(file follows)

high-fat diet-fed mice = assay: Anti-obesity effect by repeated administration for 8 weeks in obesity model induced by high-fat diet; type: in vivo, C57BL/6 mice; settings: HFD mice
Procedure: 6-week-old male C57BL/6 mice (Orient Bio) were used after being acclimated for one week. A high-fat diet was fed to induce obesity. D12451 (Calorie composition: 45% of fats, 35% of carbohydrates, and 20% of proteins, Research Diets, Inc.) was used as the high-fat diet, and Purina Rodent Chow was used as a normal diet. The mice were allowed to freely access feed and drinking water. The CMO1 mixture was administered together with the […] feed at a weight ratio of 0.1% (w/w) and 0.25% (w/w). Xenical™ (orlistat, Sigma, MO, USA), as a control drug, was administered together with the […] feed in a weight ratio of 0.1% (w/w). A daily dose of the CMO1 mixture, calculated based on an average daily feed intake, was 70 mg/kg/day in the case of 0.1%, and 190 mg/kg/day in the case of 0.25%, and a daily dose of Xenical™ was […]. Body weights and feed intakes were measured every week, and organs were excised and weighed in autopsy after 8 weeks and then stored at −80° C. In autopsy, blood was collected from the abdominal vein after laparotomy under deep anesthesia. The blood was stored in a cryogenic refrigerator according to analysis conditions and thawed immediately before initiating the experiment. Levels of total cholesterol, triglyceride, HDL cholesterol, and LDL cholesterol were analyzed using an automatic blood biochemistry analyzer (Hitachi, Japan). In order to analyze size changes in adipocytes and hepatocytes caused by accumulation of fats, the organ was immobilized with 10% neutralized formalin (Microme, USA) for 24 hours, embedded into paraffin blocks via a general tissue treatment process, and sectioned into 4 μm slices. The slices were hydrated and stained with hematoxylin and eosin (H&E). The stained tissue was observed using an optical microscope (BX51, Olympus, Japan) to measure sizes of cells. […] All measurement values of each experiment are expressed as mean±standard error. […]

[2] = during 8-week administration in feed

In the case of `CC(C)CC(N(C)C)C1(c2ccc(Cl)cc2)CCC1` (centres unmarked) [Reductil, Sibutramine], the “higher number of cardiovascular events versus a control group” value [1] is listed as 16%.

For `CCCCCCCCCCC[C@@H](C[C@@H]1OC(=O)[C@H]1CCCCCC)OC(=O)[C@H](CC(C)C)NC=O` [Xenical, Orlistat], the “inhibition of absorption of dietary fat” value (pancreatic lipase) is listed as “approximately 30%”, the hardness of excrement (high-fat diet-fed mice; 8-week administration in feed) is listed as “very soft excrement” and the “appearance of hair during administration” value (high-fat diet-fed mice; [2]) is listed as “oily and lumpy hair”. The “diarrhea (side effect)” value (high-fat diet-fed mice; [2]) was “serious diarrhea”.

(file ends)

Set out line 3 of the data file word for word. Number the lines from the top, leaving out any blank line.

[2] = during 8-week administration in feed